Autism and Talent
Exceptional talent in autistic individuals may begin with sensory hypersensitivity that makes many uncomfortable in proximity to loud noises, for example (2). They have great attention to detail and organize the perceptual world to an unusual degree—a phenomenon referred to as hyper-systematizing.
This propensity even affects observable behavior where daily routines are repeated in exactly the same way. Even small children express a craving for organization by arranging their toys in neat lines.
Hyper-systematizing propensities may be expressed in savant-like activities, such as calendar abilities that are not very socially useful, or they may contribute to socially-celebrated achievements in the visual arts, or chess. Whether Carlsen is on the autistic spectrum or not, his exceptional chess skills at least bear analogy with the accomplishments of autistic savants.
At present, the brain basis of autism is poorly understood and the same is even more true of savant abilities. One of the great mysteries of brain development is the way that even as some capacities are sharpened—as a youngster acquires efficient contact with the social and non social environment—others are tuned down.
This phenomenon is illustrated by savant abilities of attention, and memory and the autistic trait of hyper-systematization, that are far less developed in people outside the autistic spectrum. This speaks to compromises and limitations in brain development and function.
The same general principle applies to adult brain function. For example, the decay of some old memories may improve brain function by getting rid of clutter. Similarly, inattention to details that are perceived as trivial may be an inevitable side effect of having a brain that sorts events according to their emotional significance so that beautiful strangers walking down the street are more likely to register than their less attractive counterparts.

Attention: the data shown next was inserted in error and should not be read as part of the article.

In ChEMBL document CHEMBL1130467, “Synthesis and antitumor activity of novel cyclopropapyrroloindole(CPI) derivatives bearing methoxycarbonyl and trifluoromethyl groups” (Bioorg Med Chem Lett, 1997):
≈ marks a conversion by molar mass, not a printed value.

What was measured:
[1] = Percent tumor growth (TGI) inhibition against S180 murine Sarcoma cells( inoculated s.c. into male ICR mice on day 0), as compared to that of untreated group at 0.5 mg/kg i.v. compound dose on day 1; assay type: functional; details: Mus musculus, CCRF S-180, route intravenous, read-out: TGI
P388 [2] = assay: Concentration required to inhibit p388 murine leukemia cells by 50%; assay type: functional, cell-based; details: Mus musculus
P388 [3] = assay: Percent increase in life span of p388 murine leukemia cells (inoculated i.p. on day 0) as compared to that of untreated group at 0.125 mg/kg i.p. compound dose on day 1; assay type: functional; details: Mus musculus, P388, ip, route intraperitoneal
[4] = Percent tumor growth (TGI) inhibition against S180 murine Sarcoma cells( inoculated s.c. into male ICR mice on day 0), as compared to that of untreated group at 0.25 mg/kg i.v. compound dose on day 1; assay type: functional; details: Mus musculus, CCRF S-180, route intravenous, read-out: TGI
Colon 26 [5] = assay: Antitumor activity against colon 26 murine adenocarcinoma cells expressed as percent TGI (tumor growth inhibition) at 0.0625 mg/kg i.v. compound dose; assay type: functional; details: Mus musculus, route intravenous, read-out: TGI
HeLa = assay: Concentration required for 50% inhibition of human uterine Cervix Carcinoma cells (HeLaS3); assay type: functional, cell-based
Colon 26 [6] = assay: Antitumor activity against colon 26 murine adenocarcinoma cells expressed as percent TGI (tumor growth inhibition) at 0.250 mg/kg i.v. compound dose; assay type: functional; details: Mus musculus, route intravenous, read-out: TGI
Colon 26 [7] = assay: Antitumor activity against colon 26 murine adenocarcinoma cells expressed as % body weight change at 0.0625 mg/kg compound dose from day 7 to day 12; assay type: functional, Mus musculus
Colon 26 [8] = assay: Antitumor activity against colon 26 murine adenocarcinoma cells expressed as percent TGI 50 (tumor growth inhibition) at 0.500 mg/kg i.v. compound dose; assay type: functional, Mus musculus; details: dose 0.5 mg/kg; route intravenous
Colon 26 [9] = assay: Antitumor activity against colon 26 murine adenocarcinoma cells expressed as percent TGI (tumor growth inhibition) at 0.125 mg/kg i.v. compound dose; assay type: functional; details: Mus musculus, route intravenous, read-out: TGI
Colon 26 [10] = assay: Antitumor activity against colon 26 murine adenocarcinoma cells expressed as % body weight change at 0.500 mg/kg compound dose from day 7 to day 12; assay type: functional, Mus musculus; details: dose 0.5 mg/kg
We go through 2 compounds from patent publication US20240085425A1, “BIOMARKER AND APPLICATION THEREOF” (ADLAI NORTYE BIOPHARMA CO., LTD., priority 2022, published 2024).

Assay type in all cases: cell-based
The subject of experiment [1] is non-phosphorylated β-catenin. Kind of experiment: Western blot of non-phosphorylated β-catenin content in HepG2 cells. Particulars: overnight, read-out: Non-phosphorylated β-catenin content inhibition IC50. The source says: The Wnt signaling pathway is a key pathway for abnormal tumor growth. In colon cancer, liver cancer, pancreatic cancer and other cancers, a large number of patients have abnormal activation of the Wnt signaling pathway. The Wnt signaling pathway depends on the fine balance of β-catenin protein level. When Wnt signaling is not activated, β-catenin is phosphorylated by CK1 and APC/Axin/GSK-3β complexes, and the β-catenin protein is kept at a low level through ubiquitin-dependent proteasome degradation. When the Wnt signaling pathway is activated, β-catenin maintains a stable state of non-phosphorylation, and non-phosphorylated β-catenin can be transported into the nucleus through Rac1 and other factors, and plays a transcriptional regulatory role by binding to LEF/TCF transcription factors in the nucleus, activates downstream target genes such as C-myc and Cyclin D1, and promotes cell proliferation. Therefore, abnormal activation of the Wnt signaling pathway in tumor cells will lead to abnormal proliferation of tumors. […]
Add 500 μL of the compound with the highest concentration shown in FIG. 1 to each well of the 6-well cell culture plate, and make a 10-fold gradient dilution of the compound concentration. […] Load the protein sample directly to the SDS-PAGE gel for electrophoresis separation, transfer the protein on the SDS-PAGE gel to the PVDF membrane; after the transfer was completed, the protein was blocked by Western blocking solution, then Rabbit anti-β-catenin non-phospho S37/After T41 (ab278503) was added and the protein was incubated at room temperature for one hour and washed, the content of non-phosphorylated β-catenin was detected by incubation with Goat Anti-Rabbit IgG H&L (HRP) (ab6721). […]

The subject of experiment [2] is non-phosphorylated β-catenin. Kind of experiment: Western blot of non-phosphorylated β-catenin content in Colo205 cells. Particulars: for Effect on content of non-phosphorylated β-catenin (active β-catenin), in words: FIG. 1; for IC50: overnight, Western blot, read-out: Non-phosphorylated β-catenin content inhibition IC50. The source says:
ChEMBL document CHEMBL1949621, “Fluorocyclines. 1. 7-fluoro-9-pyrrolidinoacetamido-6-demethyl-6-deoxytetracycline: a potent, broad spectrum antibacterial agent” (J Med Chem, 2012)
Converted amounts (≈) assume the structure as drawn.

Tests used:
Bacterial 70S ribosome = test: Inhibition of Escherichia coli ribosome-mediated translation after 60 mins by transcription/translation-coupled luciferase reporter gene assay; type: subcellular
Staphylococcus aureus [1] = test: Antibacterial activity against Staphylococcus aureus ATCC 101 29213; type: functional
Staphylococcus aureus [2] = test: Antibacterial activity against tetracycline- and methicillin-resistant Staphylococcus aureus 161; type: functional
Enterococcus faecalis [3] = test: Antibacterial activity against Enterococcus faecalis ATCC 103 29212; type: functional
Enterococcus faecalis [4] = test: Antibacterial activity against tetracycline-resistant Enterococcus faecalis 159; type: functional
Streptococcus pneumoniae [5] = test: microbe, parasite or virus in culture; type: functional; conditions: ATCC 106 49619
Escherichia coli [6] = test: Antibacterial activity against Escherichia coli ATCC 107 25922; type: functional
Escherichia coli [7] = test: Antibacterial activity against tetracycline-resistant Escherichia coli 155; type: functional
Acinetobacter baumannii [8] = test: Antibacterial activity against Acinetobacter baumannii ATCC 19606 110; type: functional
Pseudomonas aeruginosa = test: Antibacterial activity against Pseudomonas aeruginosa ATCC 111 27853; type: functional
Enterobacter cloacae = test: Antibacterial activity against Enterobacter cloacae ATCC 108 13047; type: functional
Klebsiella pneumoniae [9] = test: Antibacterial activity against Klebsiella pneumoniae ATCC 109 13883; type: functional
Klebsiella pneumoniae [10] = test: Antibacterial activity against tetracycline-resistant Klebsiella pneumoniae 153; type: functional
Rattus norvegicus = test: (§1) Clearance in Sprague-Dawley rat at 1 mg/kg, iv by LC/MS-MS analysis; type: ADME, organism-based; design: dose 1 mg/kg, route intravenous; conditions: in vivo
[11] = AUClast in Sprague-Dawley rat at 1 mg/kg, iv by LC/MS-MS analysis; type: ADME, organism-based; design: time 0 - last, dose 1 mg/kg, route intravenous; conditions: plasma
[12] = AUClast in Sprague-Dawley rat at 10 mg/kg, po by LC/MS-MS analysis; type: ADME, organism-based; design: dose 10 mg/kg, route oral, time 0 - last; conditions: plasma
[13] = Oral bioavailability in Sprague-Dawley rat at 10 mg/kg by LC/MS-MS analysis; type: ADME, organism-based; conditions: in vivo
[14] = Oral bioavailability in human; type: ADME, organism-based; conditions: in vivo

The great range of human cognitive capacities suggests that there is no single optimum when it comes to brain development, or function. Some people function well despite having limited capacity for memorization whereas others have almost unlimited recall. Some are exceptionally good at attending to details whereas others quickly get bored.
Given that boredom is a leading problem in the workforce, employers are discovering that autistic people make ideal employees in some jobs, including human resources, benefits administration, and coding where attention to detail is very important. This is an everyday example of the specialized autistic abilities that contribute to more glamorous achievements in art, chess, and music.
1 American Psychiatric Association (2013). Diagnostic and statistical manual of mental disorders (5th ed.). Arlington, VA: American Psychiatric Publishing.
2 Baron-Cohen, S., et al., (2009). Talent in autism: Hyper-systematizing, hyper-attention to detail and sensory hyper-sensitivity. Philosophical Transactions of the Royal Society of London B Biological Sciences, 364, 1377-1383.